24 November, 2020

Distress Signals

High airtime charges impede the cellular revolution in India

Distress Signals

Despite all the hype and hoopla, the mobile telephone revolution in India has got off to a grindingly slow start. In the four metros, where cellular services were launched with great fanfare, demand is sluggish. Calcutta has only around 1,000 subscribers; Madras a pitiful 200-odd. Total for the four metros: barely 10,000.

The culprits: the cost of a handset, between Rs 20,000 and Rs 50,000, as well as high airtime charges, Rs 2.80 per 10 seconds at peak time, Rs 1.40 during standard hours and 70 paise for non-peak hours (incoming calls are also charged at the same rate). For long-distance calls, mobile phone users have to shell out standard MTNL/VSNL charges too. “The prices may not fall in the immediate future,” admits Niren Hiro, marketing manager of BPL, which has launched its service in Bombay. “But it will come down eventually. The trend here will follow worldwide trends.”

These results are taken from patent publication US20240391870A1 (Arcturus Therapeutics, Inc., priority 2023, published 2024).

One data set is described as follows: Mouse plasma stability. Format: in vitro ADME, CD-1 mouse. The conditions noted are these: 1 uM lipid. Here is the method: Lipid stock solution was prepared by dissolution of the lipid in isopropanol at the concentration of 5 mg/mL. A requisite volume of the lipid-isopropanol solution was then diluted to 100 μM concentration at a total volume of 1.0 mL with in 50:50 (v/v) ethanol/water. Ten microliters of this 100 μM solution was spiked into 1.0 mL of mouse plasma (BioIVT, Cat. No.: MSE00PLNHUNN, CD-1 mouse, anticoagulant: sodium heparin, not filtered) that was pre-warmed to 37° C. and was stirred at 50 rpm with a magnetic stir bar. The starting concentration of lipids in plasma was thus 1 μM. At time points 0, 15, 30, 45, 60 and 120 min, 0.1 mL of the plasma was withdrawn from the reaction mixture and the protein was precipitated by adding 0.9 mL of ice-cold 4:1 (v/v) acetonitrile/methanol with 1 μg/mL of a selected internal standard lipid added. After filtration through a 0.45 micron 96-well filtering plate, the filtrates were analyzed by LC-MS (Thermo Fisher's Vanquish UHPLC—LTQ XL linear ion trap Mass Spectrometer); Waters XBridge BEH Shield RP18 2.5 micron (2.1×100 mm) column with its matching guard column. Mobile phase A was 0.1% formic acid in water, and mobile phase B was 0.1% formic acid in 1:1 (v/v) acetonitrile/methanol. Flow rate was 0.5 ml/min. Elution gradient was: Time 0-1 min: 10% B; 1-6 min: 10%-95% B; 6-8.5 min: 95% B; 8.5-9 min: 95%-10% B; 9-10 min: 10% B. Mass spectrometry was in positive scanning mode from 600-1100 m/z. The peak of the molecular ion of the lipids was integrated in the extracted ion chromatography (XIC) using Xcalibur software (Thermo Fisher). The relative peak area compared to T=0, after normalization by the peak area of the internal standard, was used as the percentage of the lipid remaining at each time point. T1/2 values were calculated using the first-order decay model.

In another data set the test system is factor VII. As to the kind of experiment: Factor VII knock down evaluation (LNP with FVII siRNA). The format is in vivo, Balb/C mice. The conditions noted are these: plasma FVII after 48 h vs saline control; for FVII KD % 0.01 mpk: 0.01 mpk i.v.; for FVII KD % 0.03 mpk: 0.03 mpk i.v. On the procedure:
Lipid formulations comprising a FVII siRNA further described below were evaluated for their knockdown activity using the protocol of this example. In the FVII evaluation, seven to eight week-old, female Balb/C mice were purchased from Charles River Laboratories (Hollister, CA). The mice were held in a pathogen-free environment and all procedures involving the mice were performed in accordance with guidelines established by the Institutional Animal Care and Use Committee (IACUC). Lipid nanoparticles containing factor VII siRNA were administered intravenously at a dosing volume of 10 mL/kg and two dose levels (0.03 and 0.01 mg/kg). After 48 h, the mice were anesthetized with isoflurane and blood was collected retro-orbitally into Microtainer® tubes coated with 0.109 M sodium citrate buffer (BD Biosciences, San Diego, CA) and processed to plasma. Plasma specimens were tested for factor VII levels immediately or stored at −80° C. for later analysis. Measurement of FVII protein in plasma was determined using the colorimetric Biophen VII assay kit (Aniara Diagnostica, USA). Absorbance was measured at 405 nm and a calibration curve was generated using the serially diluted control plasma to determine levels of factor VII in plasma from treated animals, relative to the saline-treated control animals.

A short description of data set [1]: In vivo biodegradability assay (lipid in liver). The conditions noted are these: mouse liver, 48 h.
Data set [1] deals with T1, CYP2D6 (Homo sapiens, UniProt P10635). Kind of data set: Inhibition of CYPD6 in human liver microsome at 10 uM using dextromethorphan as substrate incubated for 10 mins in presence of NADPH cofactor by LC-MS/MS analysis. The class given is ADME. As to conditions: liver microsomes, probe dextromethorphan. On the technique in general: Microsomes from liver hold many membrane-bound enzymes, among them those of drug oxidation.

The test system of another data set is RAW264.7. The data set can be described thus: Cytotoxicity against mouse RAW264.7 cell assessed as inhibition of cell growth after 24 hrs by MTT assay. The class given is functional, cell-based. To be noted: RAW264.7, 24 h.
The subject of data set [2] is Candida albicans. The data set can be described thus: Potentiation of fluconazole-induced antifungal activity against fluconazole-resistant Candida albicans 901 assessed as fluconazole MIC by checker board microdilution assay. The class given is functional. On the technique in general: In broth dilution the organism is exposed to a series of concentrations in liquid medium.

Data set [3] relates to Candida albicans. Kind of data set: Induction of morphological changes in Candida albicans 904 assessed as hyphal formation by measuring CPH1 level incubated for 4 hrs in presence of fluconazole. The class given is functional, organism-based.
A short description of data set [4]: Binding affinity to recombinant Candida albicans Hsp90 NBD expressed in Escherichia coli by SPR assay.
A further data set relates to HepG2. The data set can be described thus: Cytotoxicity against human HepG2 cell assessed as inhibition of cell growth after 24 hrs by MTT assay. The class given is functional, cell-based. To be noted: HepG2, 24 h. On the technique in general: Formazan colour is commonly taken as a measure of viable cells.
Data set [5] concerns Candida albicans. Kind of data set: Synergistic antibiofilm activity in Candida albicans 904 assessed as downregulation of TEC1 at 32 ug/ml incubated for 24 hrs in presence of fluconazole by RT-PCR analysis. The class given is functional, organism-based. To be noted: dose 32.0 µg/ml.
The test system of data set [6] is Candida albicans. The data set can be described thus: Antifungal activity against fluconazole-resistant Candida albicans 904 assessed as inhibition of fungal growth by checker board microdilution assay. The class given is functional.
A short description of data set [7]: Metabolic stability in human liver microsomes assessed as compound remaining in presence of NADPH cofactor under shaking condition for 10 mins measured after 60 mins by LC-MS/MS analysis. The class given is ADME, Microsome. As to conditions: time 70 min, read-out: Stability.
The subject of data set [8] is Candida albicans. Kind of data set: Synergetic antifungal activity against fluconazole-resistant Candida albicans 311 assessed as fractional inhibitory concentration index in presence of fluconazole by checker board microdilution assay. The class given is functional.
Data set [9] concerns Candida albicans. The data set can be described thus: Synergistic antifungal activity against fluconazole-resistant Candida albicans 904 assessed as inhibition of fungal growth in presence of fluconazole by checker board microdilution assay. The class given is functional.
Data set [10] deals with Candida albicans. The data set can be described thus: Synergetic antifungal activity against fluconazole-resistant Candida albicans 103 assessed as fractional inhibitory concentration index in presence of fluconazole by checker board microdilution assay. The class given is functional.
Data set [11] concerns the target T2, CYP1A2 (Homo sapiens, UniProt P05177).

Strangely enough, operators would rather wait for the Government to dole out duty concessions to bail them out of low demand trap, rather than...



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